Hazrat Shah_Abdul_Latif_Bhittai_Sindh r.a

Shah Abdul Latif Bhittai (also referred to by the honorifics: Lakhino LatifLatif GhotBhittai, and Bhitt Jo Shah) (18 November 1689 – 1 January 1752) (Sindhi: شاه عبداللطيف ڀٽائي‎, Urdu: شاہ عبداللطیف بھٹائی‎) was a Sindhi Sufi scholar, mystic, saint, and poet, widely considered to be the greatest Muslim poet of the Sindhi language. His collected poems were assembled in the compilation Shah Jo Risalo, which exists in numerous versions and has been translated into English, Urdu, and other languages. His work has been compared frequently to that of the Persian poet Rūmī. Seyyed Hossein Nasr, an emeritus professor of Islamic studiesat George Washington University, described Shah Latif as a “direct emanation of Rūmī’s spirituality in South Asia.” He is also known as the poet of Sindh.

Early life

Shah Abdul Latif was born to Shah Habib in the village of Hala Haveli, a few miles to the east of the present town of Bhit Shah(named after him), on November 18, 1690 CE. Latif was raised during the golden age of Sindhi culture. His first teacher was Akhund Noor Muhammad Bhatti although he was largely self-educated. Although he received little formal education, the Risalo provides proof that he was well-versed in Arabic and Persian. The Qur’an, the Hadiths, the Masnawi of Maulana Jalaluddin Rumi, along with the collection of Shah Karim’s poems, were his constant companions, copious references to which are made in the Shah Jo Risalo.

His correspondence in Persian with contemporary scholar Makhdoom Moinuddin Thattvi, as contained in the Risala-i-Owaisi, bears witness to his scholastic competence:[1]

Beloved’s separation kills me friends,
At His door, many like me, their knees bend.
From far and near is heard His beauty’s praise,
My Beloved’s beauty is perfection itself.

— Bhittai [Sur Yaman Kalyan]

In his poems he writes about Sindh and its neighboring regions, he mentions distant cities such as Istanbul and Samarqand as well as Sindhi sailors (Samundi), their navigation techniques, voyages as far as the Malabar coast, Sri Lanka and the island of Java.

Most of the information on the life of Bhittai has been collected from oral traditions. A Pakistani scholar, educationist, and a writer of plays, dramas and stories, Mirza Kalich Beg has collected details about the early life of Shah Bhittai from the dialogues that he has constantly held with some of the old folks, still living at that time, who knew these facts from their fathers and grandfathers for they had seen Shah Latif in person and had even spoken to him.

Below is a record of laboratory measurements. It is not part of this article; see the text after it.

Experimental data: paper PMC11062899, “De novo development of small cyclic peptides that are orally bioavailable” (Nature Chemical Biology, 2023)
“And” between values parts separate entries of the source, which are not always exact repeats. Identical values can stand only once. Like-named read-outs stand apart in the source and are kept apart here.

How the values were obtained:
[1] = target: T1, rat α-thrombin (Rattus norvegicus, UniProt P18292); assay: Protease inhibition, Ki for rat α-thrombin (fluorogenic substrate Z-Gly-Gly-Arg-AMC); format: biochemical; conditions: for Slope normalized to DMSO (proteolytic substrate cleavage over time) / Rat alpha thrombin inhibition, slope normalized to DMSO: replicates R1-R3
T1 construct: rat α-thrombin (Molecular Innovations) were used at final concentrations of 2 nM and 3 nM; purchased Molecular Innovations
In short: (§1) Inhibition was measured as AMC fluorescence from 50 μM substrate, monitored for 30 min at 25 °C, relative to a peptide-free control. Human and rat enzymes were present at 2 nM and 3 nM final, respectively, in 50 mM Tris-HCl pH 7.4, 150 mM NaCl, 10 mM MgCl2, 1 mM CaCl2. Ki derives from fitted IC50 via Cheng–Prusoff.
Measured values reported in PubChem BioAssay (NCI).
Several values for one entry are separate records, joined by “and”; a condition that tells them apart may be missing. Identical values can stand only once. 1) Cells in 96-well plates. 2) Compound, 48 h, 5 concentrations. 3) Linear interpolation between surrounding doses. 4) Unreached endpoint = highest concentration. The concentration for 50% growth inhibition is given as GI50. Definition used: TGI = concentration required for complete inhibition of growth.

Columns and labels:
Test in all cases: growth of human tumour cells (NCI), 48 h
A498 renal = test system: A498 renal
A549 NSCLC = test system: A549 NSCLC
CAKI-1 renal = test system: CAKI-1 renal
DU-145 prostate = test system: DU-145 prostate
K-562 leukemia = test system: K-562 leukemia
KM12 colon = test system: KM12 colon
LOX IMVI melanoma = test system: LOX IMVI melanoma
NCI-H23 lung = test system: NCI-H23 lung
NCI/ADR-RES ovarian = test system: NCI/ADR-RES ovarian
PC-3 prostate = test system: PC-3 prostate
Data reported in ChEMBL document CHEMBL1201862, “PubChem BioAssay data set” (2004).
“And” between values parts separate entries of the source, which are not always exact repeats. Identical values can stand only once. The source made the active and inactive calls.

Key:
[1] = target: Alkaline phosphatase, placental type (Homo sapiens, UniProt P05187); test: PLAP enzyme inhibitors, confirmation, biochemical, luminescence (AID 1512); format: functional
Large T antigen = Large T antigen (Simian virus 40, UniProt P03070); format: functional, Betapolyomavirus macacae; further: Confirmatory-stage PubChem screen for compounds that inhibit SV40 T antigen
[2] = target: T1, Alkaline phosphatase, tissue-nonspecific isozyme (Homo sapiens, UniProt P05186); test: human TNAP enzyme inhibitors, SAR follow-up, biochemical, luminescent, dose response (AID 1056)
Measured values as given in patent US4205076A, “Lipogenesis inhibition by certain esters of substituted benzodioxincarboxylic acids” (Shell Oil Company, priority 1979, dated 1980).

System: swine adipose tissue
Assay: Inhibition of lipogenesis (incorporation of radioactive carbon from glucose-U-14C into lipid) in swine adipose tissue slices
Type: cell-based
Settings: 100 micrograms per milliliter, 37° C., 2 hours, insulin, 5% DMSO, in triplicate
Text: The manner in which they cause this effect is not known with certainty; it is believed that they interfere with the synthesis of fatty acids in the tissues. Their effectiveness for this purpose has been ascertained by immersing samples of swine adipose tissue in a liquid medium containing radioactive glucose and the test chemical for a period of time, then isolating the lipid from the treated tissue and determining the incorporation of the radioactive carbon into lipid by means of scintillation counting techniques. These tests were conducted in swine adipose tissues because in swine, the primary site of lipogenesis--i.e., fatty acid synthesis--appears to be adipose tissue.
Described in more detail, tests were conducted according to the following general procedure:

The next day I sat down, and listened to the
Story of the “Vairagis.”
Their salmon-coloured clothes were covered with dust.
The lonely ones never talk to anyone about their being.
They move about unmarked amongst the common folk.

— Shah Latif Bhittai

Statue

A 16-foot-high statue of Bhitai was unveiled in front of the Bhit shah rest house on the occasion of his 274th urs. The statue was sculpted by Nadir Ali Jamali, who is associated with the fine arts department of the University of Sindh. It is planned to be permanently put up at the centre of the Karar Lake next to the Bhitai shrine. It took ten months to complete.

Urs

The Urs commences every year from 14th Safar (2nd month of Hijra calendar) and lasts for three days. In 2017, the 274th Urs of Shah Abdul Latif began at Bhit Shah, and Mai Dhai, Abida Parveen and many other singers and artists performed. The ceremony’s opening was done by interim Governor Sindh.

The grand mausoleum of Bhittaiwas built by Mian Ghulam Shah Kalhoro in 1762 AD

A recent painting of Shah Abdul Latif Bhittai

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